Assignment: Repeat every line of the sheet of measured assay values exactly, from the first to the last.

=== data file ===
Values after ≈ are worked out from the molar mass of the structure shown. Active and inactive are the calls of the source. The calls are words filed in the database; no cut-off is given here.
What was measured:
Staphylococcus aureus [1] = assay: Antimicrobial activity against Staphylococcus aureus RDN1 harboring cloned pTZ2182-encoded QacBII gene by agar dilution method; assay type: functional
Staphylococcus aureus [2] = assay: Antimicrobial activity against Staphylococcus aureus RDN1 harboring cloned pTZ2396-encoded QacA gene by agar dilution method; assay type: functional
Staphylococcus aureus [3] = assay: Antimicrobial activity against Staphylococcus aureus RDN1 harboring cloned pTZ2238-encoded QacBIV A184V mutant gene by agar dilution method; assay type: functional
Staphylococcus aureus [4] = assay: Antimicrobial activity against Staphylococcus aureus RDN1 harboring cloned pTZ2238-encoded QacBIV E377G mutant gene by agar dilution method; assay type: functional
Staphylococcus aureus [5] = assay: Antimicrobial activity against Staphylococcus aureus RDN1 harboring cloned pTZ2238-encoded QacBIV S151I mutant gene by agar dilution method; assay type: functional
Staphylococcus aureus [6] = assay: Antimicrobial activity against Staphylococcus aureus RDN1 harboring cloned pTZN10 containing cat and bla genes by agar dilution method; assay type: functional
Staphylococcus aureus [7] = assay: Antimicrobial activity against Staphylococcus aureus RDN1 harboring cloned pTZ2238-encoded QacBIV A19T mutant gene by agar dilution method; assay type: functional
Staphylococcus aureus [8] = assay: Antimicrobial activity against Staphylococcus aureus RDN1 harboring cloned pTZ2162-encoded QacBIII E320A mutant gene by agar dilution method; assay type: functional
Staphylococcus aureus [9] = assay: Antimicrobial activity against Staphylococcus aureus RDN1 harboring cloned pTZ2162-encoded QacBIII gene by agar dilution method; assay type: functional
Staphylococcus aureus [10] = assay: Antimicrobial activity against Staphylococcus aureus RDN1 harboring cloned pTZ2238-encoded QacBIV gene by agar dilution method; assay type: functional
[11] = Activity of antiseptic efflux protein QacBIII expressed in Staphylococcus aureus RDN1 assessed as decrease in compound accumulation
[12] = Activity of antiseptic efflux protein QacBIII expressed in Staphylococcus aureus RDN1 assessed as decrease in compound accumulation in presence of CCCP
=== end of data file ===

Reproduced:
Values after ≈ are worked out from the molar mass of the structure shown. Active and inactive are the calls of the source. The calls are words filed in the database; no cut-off is given here.
What was measured:
Staphylococcus aureus [1] = assay: Antimicrobial activity against Staphylococcus aureus RDN1 harboring cloned pTZ2182-encoded QacBII gene by agar dilution method; assay type: functional
Staphylococcus aureus [2] = assay: Antimicrobial activity against Staphylococcus aureus RDN1 harboring cloned pTZ2396-encoded QacA gene by agar dilution method; assay type: functional
Staphylococcus aureus [3] = assay: Antimicrobial activity against Staphylococcus aureus RDN1 harboring cloned pTZ2238-encoded QacBIV A184V mutant gene by agar dilution method; assay type: functional
Staphylococcus aureus [4] = assay: Antimicrobial activity against Staphylococcus aureus RDN1 harboring cloned pTZ2238-encoded QacBIV E377G mutant gene by agar dilution method; assay type: functional
Staphylococcus aureus [5] = assay: Antimicrobial activity against Staphylococcus aureus RDN1 harboring cloned pTZ2238-encoded QacBIV S151I mutant gene by agar dilution method; assay type: functional
Staphylococcus aureus [6] = assay: Antimicrobial activity against Staphylococcus aureus RDN1 harboring cloned pTZN10 containing cat and bla genes by agar dilution method; assay type: functional
Staphylococcus aureus [7] = assay: Antimicrobial activity against Staphylococcus aureus RDN1 harboring cloned pTZ2238-encoded QacBIV A19T mutant gene by agar dilution method; assay type: functional
Staphylococcus aureus [8] = assay: Antimicrobial activity against Staphylococcus aureus RDN1 harboring cloned pTZ2162-encoded QacBIII E320A mutant gene by agar dilution method; assay type: functional
Staphylococcus aureus [9] = assay: Antimicrobial activity against Staphylococcus aureus RDN1 harboring cloned pTZ2162-encoded QacBIII gene by agar dilution method; assay type: functional
Staphylococcus aureus [10] = assay: Antimicrobial activity against Staphylococcus aureus RDN1 harboring cloned pTZ2238-encoded QacBIV gene by agar dilution method; assay type: functional
[11] = Activity of antiseptic efflux protein QacBIII expressed in Staphylococcus aureus RDN1 assessed as decrease in compound accumulation
[12] = Activity of antiseptic efflux protein QacBIII expressed in Staphylococcus aureus RDN1 assessed as decrease in compound accumulation in presence of CCCP